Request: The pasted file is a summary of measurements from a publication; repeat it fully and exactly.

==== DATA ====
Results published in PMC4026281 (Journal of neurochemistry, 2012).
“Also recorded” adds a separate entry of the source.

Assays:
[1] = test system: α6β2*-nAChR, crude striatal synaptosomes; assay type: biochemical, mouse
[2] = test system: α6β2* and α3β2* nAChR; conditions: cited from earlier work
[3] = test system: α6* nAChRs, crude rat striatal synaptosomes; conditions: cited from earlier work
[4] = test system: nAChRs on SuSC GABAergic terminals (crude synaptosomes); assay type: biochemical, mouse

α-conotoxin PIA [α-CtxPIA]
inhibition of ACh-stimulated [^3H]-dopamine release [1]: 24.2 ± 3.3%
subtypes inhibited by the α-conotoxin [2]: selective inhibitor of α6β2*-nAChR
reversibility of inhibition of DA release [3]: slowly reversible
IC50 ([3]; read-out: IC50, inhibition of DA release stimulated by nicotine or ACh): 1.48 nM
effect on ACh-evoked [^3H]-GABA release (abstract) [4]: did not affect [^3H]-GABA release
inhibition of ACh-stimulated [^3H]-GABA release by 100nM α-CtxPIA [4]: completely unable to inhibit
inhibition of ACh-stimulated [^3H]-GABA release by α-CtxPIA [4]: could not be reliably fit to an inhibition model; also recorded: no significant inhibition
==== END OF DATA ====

Results published in PMC4026281 (Journal of neurochemistry, 2012).
“Also recorded” adds a separate entry of the source.

Assays:
[1] = test system: α6β2*-nAChR, crude striatal synaptosomes; assay type: biochemical, mouse
[2] = test system: α6β2* and α3β2* nAChR; conditions: cited from earlier work
[3] = test system: α6* nAChRs, crude rat striatal synaptosomes; conditions: cited from earlier work
[4] = test system: nAChRs on SuSC GABAergic terminals (crude synaptosomes); assay type: biochemical, mouse

α-conotoxin PIA [α-CtxPIA]
inhibition of ACh-stimulated [^3H]-dopamine release [1]: 24.2 ± 3.3%
subtypes inhibited by the α-conotoxin [2]: selective inhibitor of α6β2*-nAChR
reversibility of inhibition of DA release [3]: slowly reversible
IC50 ([3]; read-out: IC50, inhibition of DA release stimulated by nicotine or ACh): 1.48 nM
effect on ACh-evoked [^3H]-GABA release (abstract) [4]: did not affect [^3H]-GABA release
inhibition of ACh-stimulated [^3H]-GABA release by 100nM α-CtxPIA [4]: completely unable to inhibit
inhibition of ACh-stimulated [^3H]-GABA release by α-CtxPIA [4]: could not be reliably fit to an inhibition model; also recorded: no significant inhibition